It’s nightmare time for “American Dreams.”

NBC last week cut back its season order of the family drama from 19 episodes to 17. Moreover, the network shelved “Dreams” for the February sweeps. It won’t return until March.

“It’s very clear we’re on the bubble,” says Tom Verica, who plays patriarch Jack Pryor on “Dreams,” set in the turbulent “60’s against the backdrop of Dick Clark’s “American Bandstand.”

“It’s really demoralizing. The gypsy life we lead as actors, things happen quickly. Unfortunately, they’re usually out of our control. I’m very proud of this show. There’s got to be room for a quality family drama.”

The critics – and NBC czar Jeff Zucker – love “Dreams,” but it’s getting clobbered at 8 p.m. EST Sundays by CBS’s “Cold Case” and ABC’s “Extreme Makeover: Home Edition.”

In its third season, “Dreams” averages 7.5 million viewers, down from almost 10 million in 2002-03 and 8.8 million last season. It ranks 81st on Nielsen’s Hit Parade.

To offset “Dreams”‘ hefty price tag (estimated at more than $1.7 million per episode), executive producer Jonathan Prince has peppered the show with product placements from big-time sponsors.

In one case (Campbell’s Soup), he even created a storyline around it. Still, odds are slim that “Dreams” will make NBC’s fall cut.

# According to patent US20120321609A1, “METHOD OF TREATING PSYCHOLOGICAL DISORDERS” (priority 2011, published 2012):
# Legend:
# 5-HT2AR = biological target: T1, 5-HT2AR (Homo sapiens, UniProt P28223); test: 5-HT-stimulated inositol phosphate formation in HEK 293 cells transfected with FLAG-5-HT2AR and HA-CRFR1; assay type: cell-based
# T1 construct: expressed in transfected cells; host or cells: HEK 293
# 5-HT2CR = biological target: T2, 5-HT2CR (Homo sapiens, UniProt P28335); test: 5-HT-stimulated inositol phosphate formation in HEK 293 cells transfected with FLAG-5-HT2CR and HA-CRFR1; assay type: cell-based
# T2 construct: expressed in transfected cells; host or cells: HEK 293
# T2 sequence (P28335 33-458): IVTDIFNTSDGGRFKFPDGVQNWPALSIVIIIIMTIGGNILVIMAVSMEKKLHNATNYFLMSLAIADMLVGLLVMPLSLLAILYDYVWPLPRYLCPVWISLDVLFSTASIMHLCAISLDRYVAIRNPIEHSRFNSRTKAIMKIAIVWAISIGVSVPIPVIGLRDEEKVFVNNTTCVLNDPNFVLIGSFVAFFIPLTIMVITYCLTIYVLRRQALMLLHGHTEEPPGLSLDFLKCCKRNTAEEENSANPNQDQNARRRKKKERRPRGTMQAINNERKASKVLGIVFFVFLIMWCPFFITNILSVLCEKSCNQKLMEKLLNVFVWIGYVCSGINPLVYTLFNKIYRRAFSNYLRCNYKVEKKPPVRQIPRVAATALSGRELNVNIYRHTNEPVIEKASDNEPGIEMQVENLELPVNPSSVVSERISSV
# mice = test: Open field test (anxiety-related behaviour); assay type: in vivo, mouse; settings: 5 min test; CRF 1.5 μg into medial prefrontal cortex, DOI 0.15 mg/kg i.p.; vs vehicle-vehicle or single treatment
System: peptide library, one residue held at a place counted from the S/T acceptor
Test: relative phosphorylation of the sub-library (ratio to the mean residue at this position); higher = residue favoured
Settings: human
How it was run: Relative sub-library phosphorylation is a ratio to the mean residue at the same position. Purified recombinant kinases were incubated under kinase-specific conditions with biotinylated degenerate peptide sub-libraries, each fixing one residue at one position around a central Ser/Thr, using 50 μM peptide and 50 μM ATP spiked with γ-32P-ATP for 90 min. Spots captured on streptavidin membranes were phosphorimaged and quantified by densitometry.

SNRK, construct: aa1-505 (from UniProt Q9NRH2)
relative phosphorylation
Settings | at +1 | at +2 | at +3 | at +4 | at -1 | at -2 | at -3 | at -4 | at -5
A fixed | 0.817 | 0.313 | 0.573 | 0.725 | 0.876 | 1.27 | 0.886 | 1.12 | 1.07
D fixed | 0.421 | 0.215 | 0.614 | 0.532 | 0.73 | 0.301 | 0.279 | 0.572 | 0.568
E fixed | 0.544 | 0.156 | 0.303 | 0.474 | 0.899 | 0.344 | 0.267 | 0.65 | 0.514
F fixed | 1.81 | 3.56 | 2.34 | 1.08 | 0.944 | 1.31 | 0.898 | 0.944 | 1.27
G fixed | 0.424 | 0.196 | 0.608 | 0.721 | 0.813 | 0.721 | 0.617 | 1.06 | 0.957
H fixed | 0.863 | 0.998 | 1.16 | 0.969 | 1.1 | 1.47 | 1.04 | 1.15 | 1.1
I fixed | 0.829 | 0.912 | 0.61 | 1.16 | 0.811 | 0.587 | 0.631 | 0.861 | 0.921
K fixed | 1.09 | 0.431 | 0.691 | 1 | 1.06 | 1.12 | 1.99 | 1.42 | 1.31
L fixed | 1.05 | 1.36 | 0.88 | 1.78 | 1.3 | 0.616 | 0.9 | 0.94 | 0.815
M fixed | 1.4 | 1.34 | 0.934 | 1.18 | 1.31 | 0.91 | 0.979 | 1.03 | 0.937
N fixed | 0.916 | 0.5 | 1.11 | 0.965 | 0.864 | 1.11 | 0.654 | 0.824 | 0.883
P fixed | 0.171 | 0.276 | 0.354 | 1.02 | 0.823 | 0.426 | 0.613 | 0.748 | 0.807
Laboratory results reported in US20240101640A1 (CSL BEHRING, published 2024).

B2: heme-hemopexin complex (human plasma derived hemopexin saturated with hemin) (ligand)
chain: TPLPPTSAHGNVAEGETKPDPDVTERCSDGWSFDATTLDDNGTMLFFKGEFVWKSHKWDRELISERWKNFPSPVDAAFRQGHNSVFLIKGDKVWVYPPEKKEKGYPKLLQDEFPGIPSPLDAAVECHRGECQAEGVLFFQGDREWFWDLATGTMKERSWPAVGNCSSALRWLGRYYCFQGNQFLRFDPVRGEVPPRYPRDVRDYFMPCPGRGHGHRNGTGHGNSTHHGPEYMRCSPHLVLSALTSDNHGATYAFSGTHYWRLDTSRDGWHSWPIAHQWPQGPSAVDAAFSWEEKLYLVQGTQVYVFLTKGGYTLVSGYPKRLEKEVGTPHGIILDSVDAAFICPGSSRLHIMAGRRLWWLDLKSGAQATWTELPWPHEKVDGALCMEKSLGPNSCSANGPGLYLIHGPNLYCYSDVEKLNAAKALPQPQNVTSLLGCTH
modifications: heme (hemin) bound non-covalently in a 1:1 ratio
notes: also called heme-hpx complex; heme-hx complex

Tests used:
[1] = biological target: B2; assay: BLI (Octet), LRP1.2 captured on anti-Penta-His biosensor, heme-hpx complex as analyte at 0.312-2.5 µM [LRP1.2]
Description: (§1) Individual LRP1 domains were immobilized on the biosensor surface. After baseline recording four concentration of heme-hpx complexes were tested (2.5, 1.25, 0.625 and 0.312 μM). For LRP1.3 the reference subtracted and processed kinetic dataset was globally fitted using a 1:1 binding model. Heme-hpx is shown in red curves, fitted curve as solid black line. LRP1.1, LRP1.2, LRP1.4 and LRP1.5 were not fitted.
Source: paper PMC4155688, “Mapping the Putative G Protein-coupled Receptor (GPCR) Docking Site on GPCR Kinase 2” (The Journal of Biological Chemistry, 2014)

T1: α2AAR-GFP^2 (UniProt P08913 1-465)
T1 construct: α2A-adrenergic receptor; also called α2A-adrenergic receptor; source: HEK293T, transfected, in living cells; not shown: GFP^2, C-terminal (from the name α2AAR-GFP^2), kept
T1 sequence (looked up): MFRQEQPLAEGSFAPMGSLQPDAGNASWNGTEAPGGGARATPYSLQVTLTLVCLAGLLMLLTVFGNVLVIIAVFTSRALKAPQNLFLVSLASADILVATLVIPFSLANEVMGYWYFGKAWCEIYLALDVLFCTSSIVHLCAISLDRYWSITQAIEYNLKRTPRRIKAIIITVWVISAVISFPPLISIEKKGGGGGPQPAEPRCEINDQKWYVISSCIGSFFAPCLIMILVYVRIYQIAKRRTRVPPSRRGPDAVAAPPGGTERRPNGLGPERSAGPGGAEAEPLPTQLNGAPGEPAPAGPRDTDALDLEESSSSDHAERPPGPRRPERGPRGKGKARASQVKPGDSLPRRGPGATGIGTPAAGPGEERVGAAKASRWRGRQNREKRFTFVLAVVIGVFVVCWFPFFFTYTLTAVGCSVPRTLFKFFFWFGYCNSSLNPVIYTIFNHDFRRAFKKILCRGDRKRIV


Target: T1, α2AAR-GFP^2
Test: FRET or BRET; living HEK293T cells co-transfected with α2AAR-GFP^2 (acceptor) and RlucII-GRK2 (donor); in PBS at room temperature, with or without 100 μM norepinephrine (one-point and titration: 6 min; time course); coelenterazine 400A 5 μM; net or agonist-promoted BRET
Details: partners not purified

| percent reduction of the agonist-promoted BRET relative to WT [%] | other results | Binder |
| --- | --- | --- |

Last week was brutal on the cast, Verica says, because the end of production was suddenly moved up more than two weeks, to Friday. NBC won’t decide until May whether the 17th episode was the season finale or series swan song.

That episode “was originally designed to be a cliffhanger,” says Verica. “It would be a tremendous disappointment if this is how the show ends.”

A 20-year veteran of TV, Verica is no stranger to disappointment. With a quality show, however, the prospect of cancellation still stings.

“I’ve gotten better at this,” he says. “My business head says, “Business is business.’ My skin has gotten a little thicker. On a personal level, this is a quality show and we have some pretty high-profile supporters.”

They include “NBC Nightly News” anchor Brian Williams, whose teenage daughter, Allison, did a cameo as an East Catholic High student; and Gary Sinise of CBS’s “CSI: Miami,” whose two daughters appeared as dancers on “Bandstand.”

‘The Shield’

Glenn Close and Michael Chiklis hooking up on FX’s “The Shield”? He’d dig it.

Having Chiklis’s rogue Detective Vic Mackey get involved this season with his new captain, Glenn Close’s Monica Rawling, “sounds like an amazing idea,” he says.

“It would be very exciting. It would definitely lend itself to tremendous drama. It’s an obvious conflict of interest. It would create all kinds of havoc and put some serious wrenches in the works.”

“Shield” launches its fourth season March 15. Chiklis, who has shot five episodes with Close, says he has no idea what the writers have in store, “but I guarantee you, I’m going to ask.

“On “The Shield,’ anything is possible.”

Gail Shister:

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